Gransnet forums

Ask a gran


(86 Posts)
dolly56 Mon 24-Jun-19 10:48:10

Just wondering if anyone else is s constant worrier. It's exhausting, at the moment I on holiday with DH . we'll be in our caravan. He's been ill before and I had to call ambulance. Worry is how would we cope. Hopeless in caravan, wouldn't be able to get us back etc
I am learning the basic features but DH thinks I'm panicking. Maybe I am . Trying not to think it worst case scenario all time, but it's so hard. Think I may go for counseling. Thanks for reading

EmilyHarburn Tue 25-Jun-19 11:05:44

dolly56 you are doing the right think looking in advance at what you would have to do in an emergency. I ran a residential home for 4 years and we had a page of actions to take on each type of emergency i.e resident going missing, resident dying or getting seriously ill, etc. As we grow older it is helpful to haves these things written down on a a sheet where we can locate it and find the number to ring.

The Red Cross have a free Emergency app to advise you on emergencies but I have not tried it or read reviews.

Minerva Tue 25-Jun-19 11:00:44

Enjoy your holiday dolly56. All will be well and if your DH is taken unwell then you will get help from the Club or your insurance and it will become a blip in your life journey. People are usually helpful in such situations.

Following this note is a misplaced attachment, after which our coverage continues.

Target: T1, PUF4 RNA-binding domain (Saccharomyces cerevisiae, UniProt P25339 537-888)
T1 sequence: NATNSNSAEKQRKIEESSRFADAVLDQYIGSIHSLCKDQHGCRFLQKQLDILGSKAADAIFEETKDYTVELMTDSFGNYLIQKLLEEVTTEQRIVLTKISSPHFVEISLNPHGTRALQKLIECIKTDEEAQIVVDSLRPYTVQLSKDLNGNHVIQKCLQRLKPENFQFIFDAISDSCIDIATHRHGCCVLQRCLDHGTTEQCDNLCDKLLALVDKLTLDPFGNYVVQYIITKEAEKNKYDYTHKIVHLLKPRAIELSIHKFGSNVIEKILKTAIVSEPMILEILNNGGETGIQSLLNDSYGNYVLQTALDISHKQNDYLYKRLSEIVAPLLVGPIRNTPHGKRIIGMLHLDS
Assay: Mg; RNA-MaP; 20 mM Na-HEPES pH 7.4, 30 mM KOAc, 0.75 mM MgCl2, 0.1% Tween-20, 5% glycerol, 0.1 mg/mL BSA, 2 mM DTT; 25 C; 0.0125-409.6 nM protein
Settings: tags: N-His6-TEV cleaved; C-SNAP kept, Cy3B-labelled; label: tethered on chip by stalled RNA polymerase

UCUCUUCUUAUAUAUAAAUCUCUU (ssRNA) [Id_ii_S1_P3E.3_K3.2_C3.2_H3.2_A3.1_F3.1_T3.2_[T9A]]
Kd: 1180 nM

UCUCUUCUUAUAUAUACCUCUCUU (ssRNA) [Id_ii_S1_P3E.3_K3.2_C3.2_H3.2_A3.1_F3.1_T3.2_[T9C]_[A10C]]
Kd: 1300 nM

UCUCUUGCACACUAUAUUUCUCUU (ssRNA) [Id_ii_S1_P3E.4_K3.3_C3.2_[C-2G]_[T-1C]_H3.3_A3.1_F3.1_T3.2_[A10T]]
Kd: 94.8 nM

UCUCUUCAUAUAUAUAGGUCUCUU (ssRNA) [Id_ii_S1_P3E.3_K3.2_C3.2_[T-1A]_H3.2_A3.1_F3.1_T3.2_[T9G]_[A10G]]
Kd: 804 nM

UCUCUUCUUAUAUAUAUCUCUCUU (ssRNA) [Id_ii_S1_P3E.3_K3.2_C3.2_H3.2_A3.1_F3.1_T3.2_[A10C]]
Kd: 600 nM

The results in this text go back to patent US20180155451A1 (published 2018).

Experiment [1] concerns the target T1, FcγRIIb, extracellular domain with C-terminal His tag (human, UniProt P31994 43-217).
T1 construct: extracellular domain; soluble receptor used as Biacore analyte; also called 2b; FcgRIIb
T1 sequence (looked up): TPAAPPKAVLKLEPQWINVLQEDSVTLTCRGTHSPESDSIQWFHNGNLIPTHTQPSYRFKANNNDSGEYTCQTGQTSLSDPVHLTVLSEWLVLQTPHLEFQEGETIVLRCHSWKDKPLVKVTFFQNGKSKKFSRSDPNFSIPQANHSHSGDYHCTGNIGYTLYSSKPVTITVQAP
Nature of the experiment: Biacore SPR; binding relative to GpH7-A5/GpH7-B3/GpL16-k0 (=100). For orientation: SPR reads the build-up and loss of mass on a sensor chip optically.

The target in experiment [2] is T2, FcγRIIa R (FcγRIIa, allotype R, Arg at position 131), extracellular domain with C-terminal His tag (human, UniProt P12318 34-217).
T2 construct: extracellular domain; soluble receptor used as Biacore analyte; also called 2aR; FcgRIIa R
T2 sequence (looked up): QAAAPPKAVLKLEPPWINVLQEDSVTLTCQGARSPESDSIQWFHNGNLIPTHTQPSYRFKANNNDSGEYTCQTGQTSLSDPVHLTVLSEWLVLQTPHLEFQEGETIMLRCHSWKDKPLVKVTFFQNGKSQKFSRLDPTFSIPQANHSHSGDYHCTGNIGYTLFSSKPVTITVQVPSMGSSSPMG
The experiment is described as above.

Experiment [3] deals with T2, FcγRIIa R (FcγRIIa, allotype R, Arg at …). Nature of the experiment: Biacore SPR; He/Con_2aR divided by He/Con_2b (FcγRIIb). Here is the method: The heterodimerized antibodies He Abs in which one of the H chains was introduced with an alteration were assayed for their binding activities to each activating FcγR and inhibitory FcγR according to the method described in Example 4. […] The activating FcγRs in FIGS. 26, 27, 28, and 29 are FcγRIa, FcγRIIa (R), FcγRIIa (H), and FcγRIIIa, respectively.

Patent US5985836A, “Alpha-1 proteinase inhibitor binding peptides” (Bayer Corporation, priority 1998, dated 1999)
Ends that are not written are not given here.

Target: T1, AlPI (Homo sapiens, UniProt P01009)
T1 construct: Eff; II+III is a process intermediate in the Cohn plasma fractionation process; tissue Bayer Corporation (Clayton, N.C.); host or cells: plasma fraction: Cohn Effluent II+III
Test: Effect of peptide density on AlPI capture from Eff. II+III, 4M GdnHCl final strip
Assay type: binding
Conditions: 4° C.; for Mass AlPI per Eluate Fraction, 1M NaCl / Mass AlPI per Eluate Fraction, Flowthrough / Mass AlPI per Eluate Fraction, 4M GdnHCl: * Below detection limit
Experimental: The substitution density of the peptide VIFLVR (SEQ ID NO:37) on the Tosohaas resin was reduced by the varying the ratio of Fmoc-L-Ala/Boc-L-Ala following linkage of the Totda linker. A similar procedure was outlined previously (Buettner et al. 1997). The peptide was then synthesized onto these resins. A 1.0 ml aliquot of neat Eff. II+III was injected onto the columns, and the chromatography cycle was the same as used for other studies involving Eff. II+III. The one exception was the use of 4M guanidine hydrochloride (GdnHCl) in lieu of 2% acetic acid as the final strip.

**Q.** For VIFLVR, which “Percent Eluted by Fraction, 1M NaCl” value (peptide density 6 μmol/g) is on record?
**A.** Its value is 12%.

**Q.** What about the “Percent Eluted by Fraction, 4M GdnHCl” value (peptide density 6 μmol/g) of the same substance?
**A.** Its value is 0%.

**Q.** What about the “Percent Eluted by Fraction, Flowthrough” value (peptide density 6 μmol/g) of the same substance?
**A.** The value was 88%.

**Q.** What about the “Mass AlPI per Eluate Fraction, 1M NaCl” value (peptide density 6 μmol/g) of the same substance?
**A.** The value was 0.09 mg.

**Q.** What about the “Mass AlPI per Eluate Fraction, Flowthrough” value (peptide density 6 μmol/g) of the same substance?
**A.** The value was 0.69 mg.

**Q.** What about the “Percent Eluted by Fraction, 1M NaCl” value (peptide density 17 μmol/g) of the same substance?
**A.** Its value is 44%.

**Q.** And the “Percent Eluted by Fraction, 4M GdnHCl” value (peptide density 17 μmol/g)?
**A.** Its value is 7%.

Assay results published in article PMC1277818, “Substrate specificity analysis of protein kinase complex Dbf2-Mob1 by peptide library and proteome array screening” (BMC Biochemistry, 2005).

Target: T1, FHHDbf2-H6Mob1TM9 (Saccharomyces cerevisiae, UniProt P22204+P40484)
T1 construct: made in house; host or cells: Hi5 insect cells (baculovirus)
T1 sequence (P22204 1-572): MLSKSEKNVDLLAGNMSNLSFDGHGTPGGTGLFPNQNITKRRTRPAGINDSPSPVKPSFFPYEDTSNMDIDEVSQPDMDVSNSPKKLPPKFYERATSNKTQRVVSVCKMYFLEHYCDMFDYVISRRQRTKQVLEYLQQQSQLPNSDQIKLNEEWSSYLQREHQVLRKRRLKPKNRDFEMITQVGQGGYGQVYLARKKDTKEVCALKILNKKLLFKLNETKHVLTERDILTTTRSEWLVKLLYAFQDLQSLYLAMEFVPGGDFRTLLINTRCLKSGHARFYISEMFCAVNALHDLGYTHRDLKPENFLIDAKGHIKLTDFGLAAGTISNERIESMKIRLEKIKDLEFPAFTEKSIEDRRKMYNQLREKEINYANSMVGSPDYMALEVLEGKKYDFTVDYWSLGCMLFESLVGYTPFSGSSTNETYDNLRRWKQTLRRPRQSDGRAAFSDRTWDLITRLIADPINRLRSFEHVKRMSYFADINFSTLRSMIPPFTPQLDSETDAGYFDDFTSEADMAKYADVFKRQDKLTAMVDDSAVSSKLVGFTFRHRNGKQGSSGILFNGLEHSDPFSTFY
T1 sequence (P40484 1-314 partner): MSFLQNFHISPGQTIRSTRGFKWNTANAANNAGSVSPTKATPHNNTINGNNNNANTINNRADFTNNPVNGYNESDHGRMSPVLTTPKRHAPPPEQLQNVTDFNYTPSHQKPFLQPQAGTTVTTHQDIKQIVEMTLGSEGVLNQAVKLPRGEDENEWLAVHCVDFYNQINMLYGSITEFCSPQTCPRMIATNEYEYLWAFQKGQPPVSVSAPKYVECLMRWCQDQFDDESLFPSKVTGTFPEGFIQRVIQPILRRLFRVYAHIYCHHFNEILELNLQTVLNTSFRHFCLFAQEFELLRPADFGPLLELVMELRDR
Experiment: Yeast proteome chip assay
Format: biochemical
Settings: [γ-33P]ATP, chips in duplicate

It’s exhausting to live with a worrier. Of course I worry when a family member is in trouble but otherwise I presume bad things won’t happen and deal with them when/if they do. My daughter sees disaster round every corner and the constant anxiety wears me into the ground.

Calendargirl I am going to print out your rhyme for her though I don’t know if she can be helped. She was such a happy-go-lucky little girl up to school age when fears took over.

whywhywhy Tue 25-Jun-19 10:58:53

I'm just the same. I used to tow our caravan when we went to DH car do. He would streak away in his little hotrod. One day I thought - to hell with this!! I stopped doing it and the caravan got replaced with a small tent. Much easier to manouvre. Think of yourself. If it makes you stressed then don't do it. Remember stress does shorten our lives. I do worry though so have loads of sympathy for you. Take care x

Shalene777 Tue 25-Jun-19 10:50:13

My husband does everything, sorting things out etc...
I was constantly worrying about what would happen if???? So I sat him down and together we wrote out a list of all the things I would need to do to keep everything on track. I'm in charge of all the finances so wrote a list for him and now both lists are in a little safe so that if anything happens to either of us the other can continue without issue.

NanaSuzy Tue 25-Jun-19 10:45:40